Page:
Are you underwhelmed by 5G?

5G has promised us speeds that would allow us to stream a 4K resolution video while on the move. We were promised that it would provide super fast downloads, and many of the biggest telecoms networks have made some variation on the claim of having the fastest, best, or most expansive 5G network available. Yet, in the USA, most 5G users have been underwhelmed, writes AJ Dellinger in Forbes.

Speedcheck research sheds light on how regulatory decisions, geo-political tensions, and suboptimal network configurations have resulted in 5G download speeds that were only 2.7 times faster than 4G speeds. This is rather less than the 100x faster as promised. Worse still, Speedcheck states “in 1 out of 8 US cities where 5G was available last year, 4G-connected users could browse the Internet faster than 5G-connected ones, leaving many 5G-phone owners puzzled.” It adds, “A more in-depth analysis of the same data reveals that 5G users experienced substantially faster connections in only 69% of the cities where the new technology was deployed in 2020, and in the other 31% of cities, “the new cellular technology was either slower or only moderately faster than 4G.” These results certainly don’t encourage anyone to buy a 5G- enabled phone just yet.

Why is 5G not delivering on its promises?

In the USA regulatory decisions about 5G came late to launching the necessary C-band frequencies (that is airwaves between 3.4GHz and 4.2GHz) which are key to the technology. So the US networks had to rely on lower frequencies, which work over long distances but deliver slow speeds.

Then there was the issue with Chinese-owned Huawei, which America deemed a national security risk. This meant the deployment of 5G was put on hold in many places, as networks had to find other suppliers, which delayed the commercial launch of 5G.

Lastly, there were sub-optimal network configurations. The majority of the initial 5G deployments in the US were Non-Stand-Alone (NSA), meaning that the new networks were aided by existing 4G infrastructures and this resulted in a 4G-like experience for consumers.

However, the US may experience a turning point in 2021 as the US Federal Commission Communications (FCC) completed a spectrum auction that will provide an injection of highly desired C-band spectrum (that is a mid-frequency) for 5G deployment in the country. These new frequencies should finally bring the dramatic shift in 5G performance – fingers crossed, phones at the ready!

The practical uses of AI and 5G

There has been, and continues to be, a lot of talk about the advantages of artificial intelligence (AI) and 5G. Not everyone is convinced, and there is a swathe of people who fear both technologies, although often for different reasons. Perhaps they would be more convinced about their benefits if they grasped the practical uses.

Smart automation is one of them. Automation’s aim is to reduce human error, as well as maximise productivity. In the case of ‘smart automation’, AI provides the ‘smarts’ by analyzing a series of tasks and streamlining them. By combining this with 5G, mobile service providers would be able to “offer simpler activations, higher performance and the rapid deployment of new services, according to Will Townsend and Moor Insights. This would increase revenues and provide an enhanced user experience, thanks to more reliable network connections.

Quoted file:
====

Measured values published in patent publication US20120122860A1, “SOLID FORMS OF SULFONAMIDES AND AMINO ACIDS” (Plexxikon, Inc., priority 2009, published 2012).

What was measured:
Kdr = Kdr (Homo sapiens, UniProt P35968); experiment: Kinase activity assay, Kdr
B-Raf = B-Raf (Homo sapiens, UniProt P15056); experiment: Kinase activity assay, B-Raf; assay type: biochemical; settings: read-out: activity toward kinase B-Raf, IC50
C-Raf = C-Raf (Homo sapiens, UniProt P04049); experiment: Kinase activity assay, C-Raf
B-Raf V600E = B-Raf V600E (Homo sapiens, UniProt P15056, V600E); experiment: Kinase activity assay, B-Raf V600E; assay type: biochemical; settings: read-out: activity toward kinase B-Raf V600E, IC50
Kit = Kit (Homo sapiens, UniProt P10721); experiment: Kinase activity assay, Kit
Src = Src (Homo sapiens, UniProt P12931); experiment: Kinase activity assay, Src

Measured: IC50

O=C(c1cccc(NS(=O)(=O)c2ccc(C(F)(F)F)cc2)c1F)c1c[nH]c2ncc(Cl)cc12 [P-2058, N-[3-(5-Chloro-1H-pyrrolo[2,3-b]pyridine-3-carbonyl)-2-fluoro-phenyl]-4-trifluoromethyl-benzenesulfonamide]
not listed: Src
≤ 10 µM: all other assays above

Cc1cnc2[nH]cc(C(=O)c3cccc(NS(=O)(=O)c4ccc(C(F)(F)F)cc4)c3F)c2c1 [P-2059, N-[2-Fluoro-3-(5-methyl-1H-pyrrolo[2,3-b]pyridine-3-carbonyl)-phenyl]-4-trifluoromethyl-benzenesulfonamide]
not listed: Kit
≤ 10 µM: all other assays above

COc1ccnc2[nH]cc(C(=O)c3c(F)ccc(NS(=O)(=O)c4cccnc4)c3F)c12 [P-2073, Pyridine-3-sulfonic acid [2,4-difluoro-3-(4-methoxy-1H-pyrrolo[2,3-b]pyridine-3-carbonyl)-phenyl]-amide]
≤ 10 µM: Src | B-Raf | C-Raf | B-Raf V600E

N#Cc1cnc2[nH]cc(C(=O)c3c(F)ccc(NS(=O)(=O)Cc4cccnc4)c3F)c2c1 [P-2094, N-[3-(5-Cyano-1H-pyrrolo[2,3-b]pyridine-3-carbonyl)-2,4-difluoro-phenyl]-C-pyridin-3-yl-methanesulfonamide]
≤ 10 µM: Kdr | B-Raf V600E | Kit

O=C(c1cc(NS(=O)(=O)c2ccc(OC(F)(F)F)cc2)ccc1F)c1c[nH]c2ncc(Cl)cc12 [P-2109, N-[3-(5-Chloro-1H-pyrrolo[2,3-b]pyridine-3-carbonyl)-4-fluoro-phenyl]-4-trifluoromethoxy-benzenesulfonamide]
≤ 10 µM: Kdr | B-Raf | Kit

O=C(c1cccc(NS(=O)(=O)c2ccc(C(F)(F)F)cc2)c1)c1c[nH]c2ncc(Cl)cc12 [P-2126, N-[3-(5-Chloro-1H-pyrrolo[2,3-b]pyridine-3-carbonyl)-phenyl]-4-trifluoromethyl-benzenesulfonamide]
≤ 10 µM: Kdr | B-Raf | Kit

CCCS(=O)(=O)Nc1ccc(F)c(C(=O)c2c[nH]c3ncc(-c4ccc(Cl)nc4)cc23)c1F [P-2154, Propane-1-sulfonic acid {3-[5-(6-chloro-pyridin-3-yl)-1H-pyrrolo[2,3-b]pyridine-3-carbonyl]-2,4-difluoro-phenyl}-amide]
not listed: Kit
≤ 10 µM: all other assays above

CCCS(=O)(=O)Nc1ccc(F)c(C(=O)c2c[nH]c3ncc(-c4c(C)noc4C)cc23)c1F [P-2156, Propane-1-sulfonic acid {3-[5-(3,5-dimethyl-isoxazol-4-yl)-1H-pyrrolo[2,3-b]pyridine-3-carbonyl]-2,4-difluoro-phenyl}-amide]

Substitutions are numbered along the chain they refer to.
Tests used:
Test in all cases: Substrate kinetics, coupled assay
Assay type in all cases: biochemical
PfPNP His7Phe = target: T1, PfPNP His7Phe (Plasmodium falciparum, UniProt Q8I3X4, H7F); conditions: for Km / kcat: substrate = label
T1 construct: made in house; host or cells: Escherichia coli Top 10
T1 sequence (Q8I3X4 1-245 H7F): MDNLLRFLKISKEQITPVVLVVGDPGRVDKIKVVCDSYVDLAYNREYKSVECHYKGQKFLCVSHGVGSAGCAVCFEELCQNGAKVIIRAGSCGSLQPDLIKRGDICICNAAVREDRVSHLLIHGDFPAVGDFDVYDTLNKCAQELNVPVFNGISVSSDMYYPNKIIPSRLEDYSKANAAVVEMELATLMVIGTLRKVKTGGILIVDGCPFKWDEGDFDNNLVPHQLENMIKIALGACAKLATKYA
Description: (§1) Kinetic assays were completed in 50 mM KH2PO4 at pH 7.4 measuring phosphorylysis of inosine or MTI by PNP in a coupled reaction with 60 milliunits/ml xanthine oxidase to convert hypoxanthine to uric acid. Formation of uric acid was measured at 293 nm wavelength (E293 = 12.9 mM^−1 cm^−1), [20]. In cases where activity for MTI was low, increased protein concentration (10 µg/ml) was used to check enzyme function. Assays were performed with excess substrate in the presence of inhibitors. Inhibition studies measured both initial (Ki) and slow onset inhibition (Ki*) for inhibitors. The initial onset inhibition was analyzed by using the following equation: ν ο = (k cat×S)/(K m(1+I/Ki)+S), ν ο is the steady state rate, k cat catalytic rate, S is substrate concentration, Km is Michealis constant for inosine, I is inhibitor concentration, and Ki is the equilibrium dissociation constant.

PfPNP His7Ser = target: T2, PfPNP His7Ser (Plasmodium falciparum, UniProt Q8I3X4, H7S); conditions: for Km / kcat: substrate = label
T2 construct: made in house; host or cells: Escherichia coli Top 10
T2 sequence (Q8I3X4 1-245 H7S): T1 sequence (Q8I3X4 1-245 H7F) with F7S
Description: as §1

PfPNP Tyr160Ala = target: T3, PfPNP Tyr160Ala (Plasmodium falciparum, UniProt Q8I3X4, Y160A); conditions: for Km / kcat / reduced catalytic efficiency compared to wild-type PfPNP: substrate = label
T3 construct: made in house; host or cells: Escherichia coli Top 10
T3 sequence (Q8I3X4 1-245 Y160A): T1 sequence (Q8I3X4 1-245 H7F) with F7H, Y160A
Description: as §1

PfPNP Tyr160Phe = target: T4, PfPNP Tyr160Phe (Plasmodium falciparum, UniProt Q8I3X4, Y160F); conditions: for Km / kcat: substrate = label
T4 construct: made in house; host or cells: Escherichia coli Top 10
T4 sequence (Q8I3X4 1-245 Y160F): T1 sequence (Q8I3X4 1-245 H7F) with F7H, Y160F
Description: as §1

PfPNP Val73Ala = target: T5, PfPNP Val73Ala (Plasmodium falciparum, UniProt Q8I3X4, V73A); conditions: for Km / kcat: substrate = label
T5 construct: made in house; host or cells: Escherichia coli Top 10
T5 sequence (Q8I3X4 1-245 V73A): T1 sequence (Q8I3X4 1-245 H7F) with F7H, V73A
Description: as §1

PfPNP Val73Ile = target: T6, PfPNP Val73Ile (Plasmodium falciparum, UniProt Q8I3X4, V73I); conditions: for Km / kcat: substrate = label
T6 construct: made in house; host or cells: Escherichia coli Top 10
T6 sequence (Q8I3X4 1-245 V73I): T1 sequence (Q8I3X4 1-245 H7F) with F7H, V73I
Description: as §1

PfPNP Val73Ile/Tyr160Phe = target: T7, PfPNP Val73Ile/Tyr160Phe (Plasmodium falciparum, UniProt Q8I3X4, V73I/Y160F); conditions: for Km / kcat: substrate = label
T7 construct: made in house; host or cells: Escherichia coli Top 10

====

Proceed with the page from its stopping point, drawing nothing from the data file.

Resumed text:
Townsend also believes that AI would “enable network operators to move from reactive to proactive issue resolution.” The technology would allow them to evaluate huge amounts of data when troubleshooting any network anomalies, while “5G should enable networks to better handle these predictive functions’ complexity and support significantly more connected devices.” Townsend also thinks, “one of the most significant impacts of AI in mobile networks will be the reduction of subscriber churn.” That is interesting, as building and retaining a customer base is critical for telecoms companies.

Both AI and 5G will undoubtedly speed up digital transformation in businesses. The need for this has become more apparent in 2020, with legions of employees working from home. As a result, the networks have been under significant pressure “from a scalability, reliability and security perspective.” What has ensued is connectivity infrastructure providers are embracing AIOps for its potential to supercharge DevOps and SecOps.

Lastly, AI and 5G in both the consumer and enterprise markets will vastly transform the user experience. For example, “AI has the potential to reduce the number of subscriber service choices, presenting the most relevant ones based on past behaviour,” Townsend says. This will in turn build greater loyalty among subscribers, as well as more monetization opportunities for the operator.

In conclusion, there is a great deal of synergy between AI and 5G. It will mean mobile networks are not simple the means of access to data. AI promises to also “improve new device provisioning, deliver high application and connectivity performance, accelerate digital transformation and provide exceptional user experiences.” As Townsend says: it’s a win-win for everyone.